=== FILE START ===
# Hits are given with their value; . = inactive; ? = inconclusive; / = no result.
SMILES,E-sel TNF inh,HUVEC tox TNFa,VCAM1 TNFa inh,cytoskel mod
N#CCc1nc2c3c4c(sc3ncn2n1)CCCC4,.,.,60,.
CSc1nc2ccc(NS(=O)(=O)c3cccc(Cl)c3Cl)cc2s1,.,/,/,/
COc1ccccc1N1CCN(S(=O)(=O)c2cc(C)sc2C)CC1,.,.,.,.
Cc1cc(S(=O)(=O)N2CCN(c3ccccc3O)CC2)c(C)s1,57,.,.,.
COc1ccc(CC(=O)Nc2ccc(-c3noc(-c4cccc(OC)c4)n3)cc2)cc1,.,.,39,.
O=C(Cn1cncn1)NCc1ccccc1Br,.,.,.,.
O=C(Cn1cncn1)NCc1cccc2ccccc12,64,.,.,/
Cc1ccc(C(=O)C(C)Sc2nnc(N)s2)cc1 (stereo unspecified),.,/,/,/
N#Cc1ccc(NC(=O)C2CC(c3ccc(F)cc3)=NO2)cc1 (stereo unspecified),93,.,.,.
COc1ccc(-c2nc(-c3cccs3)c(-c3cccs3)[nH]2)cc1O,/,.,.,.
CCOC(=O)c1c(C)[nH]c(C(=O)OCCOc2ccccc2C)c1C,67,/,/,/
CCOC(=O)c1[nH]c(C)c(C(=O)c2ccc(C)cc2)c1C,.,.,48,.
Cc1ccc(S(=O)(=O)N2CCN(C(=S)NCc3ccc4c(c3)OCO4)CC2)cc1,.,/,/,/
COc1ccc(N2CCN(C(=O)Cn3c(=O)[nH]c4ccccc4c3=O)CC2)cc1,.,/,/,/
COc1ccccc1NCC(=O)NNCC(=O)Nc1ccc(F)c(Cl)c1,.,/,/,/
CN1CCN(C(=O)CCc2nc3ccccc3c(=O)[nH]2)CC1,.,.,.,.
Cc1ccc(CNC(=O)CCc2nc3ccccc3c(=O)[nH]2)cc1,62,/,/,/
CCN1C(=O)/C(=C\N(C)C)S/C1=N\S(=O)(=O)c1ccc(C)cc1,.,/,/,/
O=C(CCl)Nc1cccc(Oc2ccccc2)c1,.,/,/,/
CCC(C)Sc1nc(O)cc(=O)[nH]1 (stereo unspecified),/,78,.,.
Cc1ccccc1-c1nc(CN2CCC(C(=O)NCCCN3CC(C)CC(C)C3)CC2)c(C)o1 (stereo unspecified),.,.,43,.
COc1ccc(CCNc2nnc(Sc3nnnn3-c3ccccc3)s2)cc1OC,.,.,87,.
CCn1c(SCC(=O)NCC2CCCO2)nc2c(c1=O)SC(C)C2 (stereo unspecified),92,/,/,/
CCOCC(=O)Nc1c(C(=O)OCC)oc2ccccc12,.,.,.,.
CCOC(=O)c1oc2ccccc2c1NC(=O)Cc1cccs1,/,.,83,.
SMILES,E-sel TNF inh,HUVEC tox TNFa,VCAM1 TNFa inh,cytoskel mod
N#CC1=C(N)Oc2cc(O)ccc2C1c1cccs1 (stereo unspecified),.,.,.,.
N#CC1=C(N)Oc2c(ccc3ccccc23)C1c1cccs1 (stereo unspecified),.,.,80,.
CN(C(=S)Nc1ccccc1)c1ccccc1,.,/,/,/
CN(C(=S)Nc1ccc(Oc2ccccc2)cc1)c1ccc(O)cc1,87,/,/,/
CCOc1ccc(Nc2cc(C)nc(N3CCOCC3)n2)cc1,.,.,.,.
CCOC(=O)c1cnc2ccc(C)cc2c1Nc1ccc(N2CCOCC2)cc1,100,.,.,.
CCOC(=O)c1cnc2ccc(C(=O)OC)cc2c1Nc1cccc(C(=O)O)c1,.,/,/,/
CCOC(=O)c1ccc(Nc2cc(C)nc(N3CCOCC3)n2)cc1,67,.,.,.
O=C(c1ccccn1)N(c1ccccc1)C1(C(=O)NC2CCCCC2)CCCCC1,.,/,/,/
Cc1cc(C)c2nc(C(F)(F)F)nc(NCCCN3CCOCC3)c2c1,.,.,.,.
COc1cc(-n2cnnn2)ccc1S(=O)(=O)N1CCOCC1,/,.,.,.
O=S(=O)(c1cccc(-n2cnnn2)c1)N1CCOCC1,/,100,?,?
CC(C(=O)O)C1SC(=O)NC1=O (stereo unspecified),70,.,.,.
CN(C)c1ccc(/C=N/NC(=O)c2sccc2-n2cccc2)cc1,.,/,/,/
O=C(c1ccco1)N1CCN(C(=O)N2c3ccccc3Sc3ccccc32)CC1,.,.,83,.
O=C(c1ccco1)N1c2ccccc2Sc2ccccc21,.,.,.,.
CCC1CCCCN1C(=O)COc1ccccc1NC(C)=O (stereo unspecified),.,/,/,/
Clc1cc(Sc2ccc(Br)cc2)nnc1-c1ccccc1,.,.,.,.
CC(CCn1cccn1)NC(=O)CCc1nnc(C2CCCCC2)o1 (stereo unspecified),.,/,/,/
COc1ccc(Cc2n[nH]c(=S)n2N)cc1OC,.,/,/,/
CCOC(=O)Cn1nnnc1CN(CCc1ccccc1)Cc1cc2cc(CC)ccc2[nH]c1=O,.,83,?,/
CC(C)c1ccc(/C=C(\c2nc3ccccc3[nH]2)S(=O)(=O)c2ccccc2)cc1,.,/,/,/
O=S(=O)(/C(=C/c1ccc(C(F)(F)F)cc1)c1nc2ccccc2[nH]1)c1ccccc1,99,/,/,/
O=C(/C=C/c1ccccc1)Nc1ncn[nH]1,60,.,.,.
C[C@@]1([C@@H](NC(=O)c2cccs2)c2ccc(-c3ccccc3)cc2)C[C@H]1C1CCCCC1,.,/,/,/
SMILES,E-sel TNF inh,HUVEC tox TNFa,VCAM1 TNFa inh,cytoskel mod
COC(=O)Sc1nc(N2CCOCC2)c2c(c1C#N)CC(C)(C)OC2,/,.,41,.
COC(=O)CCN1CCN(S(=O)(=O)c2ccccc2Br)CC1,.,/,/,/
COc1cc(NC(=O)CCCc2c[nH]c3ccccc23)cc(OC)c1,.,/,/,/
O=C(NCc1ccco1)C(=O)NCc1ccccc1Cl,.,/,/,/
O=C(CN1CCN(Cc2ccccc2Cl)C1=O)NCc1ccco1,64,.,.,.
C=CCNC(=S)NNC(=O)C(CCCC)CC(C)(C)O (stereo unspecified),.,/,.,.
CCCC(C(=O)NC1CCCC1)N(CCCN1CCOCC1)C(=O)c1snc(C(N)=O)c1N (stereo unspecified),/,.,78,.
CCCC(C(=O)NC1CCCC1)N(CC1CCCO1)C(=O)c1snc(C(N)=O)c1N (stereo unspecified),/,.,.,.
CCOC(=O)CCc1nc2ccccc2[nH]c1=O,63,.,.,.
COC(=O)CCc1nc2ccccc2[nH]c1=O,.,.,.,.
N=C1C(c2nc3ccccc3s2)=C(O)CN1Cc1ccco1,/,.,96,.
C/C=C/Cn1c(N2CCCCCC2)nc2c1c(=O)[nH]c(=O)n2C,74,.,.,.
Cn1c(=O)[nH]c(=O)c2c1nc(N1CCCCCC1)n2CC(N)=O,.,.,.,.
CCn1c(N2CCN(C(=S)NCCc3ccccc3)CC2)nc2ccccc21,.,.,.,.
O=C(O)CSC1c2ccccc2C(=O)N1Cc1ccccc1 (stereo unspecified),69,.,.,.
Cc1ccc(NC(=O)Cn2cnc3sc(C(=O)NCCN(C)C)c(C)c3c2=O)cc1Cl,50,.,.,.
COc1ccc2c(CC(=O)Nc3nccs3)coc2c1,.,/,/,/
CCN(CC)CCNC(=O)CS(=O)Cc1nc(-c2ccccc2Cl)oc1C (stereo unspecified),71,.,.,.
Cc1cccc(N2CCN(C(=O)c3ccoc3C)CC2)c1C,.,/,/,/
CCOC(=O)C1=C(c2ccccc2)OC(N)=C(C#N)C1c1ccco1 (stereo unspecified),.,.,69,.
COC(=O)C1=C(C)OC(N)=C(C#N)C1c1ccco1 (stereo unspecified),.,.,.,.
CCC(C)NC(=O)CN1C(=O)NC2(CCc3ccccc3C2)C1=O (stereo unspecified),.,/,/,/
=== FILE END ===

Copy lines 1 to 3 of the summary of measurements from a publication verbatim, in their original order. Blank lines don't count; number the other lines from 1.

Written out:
# Hits are given with their value; . = inactive; ? = inconclusive; / = no result.
SMILES,E-sel TNF inh,HUVEC tox TNFa,VCAM1 TNFa inh,cytoskel mod
N#CCc1nc2c3c4c(sc3ncn2n1)CCCC4,.,.,60,.